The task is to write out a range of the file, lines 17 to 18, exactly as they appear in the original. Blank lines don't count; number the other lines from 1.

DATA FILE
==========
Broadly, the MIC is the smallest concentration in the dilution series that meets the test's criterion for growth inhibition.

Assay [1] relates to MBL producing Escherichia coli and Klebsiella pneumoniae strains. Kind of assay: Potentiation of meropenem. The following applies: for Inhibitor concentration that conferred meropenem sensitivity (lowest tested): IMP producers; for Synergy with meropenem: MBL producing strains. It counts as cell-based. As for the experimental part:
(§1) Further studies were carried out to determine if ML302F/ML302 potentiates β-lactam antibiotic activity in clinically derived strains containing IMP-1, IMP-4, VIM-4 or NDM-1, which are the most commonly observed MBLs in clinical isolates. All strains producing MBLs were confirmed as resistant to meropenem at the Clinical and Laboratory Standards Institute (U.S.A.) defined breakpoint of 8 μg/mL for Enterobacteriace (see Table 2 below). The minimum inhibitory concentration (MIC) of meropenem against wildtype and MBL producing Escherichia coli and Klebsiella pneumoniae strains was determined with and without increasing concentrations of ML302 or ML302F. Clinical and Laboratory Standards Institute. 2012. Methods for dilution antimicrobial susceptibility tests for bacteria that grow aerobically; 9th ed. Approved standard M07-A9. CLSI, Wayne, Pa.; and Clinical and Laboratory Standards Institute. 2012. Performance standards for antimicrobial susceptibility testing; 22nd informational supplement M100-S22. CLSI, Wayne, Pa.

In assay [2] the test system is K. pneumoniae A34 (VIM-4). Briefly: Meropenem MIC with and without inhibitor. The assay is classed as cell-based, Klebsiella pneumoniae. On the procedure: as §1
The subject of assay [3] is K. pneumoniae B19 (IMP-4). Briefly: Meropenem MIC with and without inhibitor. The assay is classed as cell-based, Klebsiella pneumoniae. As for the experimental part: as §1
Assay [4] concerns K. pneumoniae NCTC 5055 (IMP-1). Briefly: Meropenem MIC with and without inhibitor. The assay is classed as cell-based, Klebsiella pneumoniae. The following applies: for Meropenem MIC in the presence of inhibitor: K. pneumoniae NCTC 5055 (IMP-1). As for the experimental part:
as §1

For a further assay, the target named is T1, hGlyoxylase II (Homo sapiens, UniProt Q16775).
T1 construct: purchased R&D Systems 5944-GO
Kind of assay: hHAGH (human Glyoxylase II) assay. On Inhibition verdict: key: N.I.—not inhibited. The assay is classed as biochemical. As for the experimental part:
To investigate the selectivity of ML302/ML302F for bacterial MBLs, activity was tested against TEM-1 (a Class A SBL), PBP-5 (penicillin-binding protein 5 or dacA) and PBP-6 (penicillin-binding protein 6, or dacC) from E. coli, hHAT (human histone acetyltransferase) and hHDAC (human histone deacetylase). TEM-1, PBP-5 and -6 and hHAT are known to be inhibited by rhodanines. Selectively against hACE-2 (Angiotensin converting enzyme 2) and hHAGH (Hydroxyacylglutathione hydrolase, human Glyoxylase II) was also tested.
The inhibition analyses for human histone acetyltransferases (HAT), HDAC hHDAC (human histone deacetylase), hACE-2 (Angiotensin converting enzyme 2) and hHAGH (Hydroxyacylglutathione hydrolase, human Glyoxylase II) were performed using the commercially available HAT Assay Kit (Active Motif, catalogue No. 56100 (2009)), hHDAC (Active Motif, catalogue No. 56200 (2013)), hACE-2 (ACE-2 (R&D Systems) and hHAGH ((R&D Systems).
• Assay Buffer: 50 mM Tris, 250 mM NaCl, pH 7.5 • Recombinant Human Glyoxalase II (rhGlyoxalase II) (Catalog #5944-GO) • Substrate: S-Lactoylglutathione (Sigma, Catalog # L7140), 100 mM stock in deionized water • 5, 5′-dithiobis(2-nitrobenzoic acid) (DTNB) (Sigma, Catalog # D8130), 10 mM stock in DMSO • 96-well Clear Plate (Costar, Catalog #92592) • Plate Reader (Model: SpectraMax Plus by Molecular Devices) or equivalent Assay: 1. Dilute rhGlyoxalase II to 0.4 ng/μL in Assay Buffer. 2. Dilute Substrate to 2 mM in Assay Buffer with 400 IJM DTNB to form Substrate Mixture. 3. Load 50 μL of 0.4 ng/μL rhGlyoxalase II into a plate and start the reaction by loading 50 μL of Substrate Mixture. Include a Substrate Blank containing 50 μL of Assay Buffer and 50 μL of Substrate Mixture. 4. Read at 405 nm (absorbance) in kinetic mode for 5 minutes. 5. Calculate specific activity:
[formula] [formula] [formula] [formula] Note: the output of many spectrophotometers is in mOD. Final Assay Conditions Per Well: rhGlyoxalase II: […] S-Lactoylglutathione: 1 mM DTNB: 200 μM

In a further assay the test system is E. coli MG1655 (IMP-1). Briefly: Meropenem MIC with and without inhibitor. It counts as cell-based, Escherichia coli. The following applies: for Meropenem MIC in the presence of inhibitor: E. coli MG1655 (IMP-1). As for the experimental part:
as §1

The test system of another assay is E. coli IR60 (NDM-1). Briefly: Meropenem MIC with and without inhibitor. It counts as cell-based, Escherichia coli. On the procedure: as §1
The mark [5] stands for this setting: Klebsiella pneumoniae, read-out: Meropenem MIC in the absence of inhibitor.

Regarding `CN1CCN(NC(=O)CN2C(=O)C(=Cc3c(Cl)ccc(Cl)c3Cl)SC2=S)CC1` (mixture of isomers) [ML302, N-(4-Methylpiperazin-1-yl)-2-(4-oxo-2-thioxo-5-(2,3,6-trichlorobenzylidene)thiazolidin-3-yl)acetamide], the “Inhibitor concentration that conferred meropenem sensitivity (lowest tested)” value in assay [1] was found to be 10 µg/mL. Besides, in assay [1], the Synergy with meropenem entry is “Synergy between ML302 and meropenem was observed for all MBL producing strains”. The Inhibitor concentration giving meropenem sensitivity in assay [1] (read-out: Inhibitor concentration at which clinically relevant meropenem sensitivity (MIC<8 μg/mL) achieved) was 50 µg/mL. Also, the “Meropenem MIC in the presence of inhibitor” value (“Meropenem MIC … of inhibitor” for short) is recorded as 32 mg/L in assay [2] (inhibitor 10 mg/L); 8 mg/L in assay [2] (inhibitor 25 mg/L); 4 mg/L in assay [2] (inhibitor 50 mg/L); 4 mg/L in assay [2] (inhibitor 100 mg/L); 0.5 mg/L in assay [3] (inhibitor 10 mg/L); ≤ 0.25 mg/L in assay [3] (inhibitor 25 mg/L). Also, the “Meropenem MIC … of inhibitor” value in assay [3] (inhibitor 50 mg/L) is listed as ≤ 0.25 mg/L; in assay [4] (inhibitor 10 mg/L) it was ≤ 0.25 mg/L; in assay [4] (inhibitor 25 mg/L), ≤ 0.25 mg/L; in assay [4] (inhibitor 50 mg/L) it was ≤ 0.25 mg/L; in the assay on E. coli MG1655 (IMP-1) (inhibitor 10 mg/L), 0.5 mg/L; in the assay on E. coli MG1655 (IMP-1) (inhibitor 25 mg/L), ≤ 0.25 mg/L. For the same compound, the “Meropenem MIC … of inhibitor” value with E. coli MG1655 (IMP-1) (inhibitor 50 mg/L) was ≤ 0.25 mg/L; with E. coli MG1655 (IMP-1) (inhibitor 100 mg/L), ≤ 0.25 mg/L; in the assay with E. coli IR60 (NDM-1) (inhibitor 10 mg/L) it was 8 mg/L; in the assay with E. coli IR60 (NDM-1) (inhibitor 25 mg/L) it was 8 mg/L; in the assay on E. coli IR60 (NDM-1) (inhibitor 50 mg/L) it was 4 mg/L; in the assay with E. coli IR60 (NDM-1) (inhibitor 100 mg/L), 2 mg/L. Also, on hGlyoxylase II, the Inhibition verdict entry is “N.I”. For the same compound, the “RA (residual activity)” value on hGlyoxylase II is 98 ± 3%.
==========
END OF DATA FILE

The test system of another assay is E. coli IR60 (NDM-1). Briefly: Meropenem MIC with and without inhibitor. It counts as cell-based, Escherichia coli. On the procedure: as §1
The mark [5] stands for this setting: Klebsiella pneumoniae, read-out: Meropenem MIC in the absence of inhibitor.